4. Cut with some­thing sharp. Like actual bis­cuit cut­ters. I know grandma always used her favorite cof­fee cup and had fab­u­lous results, but unless you inher­ited that exact same cof­fee cup, you should buy some­thing suit­ably sharp. Using some­thing with a thick, dull edge can com­press the edges of your bis­cuit mak­ing it unable to rise prop­erly. A nice, sharp cut will give you max­i­mum height. Oh, and when you are done cut­ting the first round, Do Not gather the scraps up into a ball and start over. Just pull them together like puz­zle pieces, fit­ting and lightly press­ing them together to make another disc to cut, repeat­ing until all your dough is used up. The end bis­cuits will not be as per­fectly attrac­tive, but they will still be as deli­cious as the first cut.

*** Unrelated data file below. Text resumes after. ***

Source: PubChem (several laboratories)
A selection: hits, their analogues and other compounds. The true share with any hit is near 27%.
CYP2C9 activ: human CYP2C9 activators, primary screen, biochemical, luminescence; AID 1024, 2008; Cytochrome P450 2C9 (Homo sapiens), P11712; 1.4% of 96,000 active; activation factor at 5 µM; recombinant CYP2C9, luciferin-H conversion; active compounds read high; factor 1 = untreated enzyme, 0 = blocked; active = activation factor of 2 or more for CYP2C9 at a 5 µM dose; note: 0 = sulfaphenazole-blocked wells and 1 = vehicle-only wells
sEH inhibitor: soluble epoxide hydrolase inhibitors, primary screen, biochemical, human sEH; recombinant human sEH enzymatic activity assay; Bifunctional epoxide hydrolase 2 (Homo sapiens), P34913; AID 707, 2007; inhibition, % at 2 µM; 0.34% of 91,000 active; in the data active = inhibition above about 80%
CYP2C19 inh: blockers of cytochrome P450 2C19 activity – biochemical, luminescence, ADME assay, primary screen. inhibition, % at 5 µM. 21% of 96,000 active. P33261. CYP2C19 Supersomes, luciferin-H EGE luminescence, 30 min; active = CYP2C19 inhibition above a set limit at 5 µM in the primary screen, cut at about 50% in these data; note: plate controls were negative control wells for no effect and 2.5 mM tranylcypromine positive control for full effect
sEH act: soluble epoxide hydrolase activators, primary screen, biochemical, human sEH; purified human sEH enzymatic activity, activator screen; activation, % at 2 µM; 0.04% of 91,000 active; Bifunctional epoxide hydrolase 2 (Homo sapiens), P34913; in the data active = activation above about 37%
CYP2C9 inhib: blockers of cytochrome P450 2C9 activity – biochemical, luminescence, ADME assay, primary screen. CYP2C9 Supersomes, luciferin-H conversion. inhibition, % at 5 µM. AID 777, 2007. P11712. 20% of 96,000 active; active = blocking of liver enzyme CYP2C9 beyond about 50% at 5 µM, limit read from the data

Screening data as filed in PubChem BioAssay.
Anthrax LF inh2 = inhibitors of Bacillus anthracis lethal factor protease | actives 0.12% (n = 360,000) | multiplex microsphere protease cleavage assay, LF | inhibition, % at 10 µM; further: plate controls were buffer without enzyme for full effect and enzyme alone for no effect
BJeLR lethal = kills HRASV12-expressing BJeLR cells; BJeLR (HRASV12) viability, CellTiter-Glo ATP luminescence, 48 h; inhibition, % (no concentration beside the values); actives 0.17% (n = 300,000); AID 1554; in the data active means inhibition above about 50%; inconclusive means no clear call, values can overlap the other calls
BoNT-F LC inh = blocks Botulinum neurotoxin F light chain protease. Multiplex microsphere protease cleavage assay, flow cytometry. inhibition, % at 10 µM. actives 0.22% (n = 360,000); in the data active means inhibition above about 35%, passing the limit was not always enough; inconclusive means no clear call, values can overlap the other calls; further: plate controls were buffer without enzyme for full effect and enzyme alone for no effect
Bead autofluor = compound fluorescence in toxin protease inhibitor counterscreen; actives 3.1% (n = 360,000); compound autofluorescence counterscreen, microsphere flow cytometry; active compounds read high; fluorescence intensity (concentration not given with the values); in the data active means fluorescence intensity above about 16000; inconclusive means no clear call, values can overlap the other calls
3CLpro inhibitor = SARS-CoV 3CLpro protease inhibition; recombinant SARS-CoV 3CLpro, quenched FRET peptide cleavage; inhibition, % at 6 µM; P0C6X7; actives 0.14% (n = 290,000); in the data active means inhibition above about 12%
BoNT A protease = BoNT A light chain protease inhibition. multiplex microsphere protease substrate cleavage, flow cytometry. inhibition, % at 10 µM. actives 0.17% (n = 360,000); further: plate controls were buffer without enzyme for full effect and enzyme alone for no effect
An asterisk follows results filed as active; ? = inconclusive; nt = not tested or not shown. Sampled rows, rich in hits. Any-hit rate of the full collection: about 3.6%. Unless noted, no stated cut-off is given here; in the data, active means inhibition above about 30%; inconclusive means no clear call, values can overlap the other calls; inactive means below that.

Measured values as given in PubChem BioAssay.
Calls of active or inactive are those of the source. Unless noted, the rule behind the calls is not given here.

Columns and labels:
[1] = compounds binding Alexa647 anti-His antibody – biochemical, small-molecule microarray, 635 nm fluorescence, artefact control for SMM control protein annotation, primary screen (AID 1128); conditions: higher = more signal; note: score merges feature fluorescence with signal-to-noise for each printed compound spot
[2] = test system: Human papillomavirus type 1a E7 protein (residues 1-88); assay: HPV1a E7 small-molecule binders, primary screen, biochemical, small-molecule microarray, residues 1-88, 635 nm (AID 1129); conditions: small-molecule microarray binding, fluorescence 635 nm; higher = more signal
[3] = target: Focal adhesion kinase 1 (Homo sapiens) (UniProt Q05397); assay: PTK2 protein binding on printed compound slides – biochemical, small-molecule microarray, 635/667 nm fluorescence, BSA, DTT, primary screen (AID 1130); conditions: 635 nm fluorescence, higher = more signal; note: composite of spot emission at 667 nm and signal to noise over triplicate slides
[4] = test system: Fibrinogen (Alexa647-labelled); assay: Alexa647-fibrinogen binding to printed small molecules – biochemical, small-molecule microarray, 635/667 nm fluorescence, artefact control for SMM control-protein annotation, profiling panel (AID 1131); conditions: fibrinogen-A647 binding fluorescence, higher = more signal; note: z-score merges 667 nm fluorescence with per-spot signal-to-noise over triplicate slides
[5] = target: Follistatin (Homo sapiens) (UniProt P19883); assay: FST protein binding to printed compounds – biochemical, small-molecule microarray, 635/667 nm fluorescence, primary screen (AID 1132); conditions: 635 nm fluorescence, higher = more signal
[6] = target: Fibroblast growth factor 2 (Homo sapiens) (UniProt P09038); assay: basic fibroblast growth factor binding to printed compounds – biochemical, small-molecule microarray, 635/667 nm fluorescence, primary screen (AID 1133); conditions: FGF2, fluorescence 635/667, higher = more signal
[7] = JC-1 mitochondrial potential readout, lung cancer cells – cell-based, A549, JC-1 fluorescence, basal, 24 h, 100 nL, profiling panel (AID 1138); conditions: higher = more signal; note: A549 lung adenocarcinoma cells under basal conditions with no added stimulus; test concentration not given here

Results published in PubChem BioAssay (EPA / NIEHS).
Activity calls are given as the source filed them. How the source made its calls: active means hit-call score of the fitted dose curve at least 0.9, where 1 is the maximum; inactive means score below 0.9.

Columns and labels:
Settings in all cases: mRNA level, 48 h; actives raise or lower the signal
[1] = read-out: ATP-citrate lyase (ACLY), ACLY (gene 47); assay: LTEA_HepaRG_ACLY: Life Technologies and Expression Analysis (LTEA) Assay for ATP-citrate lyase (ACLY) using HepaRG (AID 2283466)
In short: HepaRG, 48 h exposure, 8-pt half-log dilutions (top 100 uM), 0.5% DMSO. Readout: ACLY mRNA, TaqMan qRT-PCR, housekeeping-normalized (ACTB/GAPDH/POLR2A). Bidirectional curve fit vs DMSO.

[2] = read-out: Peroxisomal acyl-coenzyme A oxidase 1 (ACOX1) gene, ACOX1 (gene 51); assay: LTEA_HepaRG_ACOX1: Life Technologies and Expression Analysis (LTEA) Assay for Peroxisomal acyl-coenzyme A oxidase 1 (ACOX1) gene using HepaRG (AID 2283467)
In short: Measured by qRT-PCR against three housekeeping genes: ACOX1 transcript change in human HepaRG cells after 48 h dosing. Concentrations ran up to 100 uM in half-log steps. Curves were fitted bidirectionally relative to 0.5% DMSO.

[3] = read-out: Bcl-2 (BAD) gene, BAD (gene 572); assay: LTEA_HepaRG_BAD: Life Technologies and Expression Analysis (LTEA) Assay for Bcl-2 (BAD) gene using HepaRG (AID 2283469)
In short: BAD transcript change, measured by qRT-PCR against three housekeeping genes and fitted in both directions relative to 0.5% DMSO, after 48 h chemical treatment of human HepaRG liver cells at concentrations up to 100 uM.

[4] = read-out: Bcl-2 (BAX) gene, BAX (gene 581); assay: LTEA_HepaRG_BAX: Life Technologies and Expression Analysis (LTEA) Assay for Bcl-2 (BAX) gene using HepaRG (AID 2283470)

So, the bis­cuits I had been mak­ing for years were really not as good as I thought they were. I had never eaten home­made bis­cuits grow­ing up. I didn’t know what they were sup­posed to be. I was sat­is­fied with what I had, but when you know bet­ter, you do bet­ter. And now I have a higher stan­dard thanks to a lit­tle well placed advice. I’m just pass­ing it on now to you.

Go. Bake. Enjoy. And don’t stop at jam or honey. These bis­cuits are per­fect with sausage or chicken gravy!

 

Flaky Buttermilk Biscuits

 

Flaky But­ter­milk Biscuits

makes 18 to 20 biscuits

4 cups all pur­pose flour

8 tea­spoons fresh bak­ing powder

1 tea­spoon table salt

4 Table­spoons sugar

1 tea­spoon cream of tarter

1 1/2 cups buttermilk

2 eggs

1 cup shortening–either cut the short­en­ing into 1/2-inch cubes if using sticks, or pinch bits off into the flour when the time comes to incorporate

Pre­heat oven to 450 degrees F.

In a large bowl, sift together the dry ingre­di­ents, then make a well in the mid­dle of the flour, and set aside.  (by ‘well’ I mean an inden­ta­tion about the size of a large orange–make your flour look like a volcano)

Beat the two eggs and add to the milk. Mix together and set aside.

Add the short­en­ing (that you have cut into small cubes –or– pinched off into bits) to the flour in the large bowl.